Life is never as perfect as it seems.
Tensions that have lurked beneath the surface of a shiny new subdivision rise up, in new fiction from the author of the Toronto Book Award—shortlisted The Wondrous Woo
The suburbs of the 1970s promised to be heaven on earth—new houses, new status, happiness guaranteed. But in a Scarborough subdivision populated by newcomers from all over the world, a series of sudden catastrophic events reveals that not everyone’s dreams come true. Moving from house to house, Carrianne Leung explores the inner lives behind the tidy front gardens and picture-perfect windows, always returning to June, an irrepressible adolescent Chinese-Canadian coming of age in this shifting world. Through June and her neighbours, Leung depicts the fine line where childhood meets the realities of adult life, and examines, with insight and sharp prose, how difficult it is to be true to ourselves at any age.
“This is a [book] that dazzles with its subtly, that befriends its reader in the dead of night, that leaves a lasting impression and a new way of understanding people and the world.”
Praise for The Wondrous Woo
“Heady, necessary writing from an author brilliantly talented and exquisitely attuned to the everyday in all of its desperation and rare beauty.”
“Amazing, heart-breaking, probing, tender; apocalyptic, in the truest sense. With an activist’s compassion and a poet’s eye, Leung challenges everything we knew (or thought we knew) about the suburbs. . . . This is the best coming-of-age story I’ve read in a long time.”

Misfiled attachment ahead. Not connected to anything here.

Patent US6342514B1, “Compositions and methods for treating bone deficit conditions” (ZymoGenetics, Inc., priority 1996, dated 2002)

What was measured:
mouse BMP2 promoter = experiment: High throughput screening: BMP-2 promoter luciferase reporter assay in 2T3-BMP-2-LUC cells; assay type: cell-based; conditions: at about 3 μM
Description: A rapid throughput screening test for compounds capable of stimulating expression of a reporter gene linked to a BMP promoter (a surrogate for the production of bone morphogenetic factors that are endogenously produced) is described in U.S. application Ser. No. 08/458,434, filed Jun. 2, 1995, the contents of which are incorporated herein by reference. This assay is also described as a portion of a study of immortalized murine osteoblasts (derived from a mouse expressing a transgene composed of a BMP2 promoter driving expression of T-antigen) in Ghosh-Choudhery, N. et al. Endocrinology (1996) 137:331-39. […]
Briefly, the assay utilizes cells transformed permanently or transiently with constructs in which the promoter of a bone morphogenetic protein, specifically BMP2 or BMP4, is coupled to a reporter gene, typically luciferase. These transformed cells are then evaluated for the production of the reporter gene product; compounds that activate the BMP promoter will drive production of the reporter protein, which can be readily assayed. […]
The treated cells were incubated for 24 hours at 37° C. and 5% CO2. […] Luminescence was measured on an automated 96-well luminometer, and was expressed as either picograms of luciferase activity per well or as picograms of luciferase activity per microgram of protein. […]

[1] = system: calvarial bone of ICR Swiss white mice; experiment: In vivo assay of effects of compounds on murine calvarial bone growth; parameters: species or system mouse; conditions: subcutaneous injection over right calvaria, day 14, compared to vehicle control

“At turns poignant, sad, haunting and funny.”
City of Toronto Book Award Finalist
“The Wondrous Woo is the kind of tale that can bring out the super-hero in readers too.”
“With compassion and masterful storytelling, Leung walks us past neat front yards to show us that life in the suburbs isn’t as tidy as it seems. That Time I Loved You is about children losing innocence and adults burying pain, and yet also a hopeful portrayal of friendship, kinship, community.”
“That Time I Loved You made me laugh, cry, feel, and think. . . .[Leung’s] sharp writing spans racial, cultural, and class lines to find the heart and beauty of the individual lives within. I loved this book.”
“Leung reveals a suburb on the cusp of change, families whose names are no longer Smith and Watson, but rather Chow and Da Silva. Leung illuminates with clear unassuming prose and much compassion, a neighbourhood that is complex, disturbing, funny, sad and very human.”
“Carrianne Leung moves beyond the genre of youth lit by honestly confronting loss, love, sex, culture, mental health and the vulnerabilities that these experiences expose.”